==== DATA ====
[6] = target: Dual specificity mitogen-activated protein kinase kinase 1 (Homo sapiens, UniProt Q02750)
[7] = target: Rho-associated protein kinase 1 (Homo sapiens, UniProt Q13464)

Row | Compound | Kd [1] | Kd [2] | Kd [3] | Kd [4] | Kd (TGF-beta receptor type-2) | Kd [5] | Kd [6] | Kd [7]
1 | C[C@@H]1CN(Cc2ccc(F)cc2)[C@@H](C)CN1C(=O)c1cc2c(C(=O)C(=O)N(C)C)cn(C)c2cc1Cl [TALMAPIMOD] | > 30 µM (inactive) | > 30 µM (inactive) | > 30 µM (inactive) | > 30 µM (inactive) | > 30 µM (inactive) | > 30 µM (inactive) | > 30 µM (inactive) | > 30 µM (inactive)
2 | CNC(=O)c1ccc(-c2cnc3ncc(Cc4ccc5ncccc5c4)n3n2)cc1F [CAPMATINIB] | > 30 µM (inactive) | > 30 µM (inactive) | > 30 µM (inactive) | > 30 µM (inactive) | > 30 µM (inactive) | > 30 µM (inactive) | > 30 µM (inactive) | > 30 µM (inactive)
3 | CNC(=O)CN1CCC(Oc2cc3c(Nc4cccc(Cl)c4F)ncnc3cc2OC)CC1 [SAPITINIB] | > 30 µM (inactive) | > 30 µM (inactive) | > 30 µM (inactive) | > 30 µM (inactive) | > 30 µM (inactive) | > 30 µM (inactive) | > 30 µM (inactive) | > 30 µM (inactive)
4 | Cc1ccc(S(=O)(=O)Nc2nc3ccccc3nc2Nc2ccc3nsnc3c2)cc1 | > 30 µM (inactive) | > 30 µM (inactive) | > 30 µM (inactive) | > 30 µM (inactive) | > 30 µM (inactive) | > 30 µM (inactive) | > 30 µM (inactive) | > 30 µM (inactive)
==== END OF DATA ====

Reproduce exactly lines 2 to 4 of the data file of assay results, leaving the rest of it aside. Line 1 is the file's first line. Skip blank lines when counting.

[7] = target: Rho-associated protein kinase 1 (Homo sapiens, UniProt Q13464)

Row | Compound | Kd [1] | Kd [2] | Kd [3] | Kd [4] | Kd (TGF-beta receptor type-2) | Kd [5] | Kd [6] | Kd [7]
1 | C[C@@H]1CN(Cc2ccc(F)cc2)[C@@H](C)CN1C(=O)c1cc2c(C(=O)C(=O)N(C)C)cn(C)c2cc1Cl [TALMAPIMOD] | > 30 µM (inactive) | > 30 µM (inactive) | > 30 µM (inactive) | > 30 µM (inactive) | > 30 µM (inactive) | > 30 µM (inactive) | > 30 µM (inactive) | > 30 µM (inactive)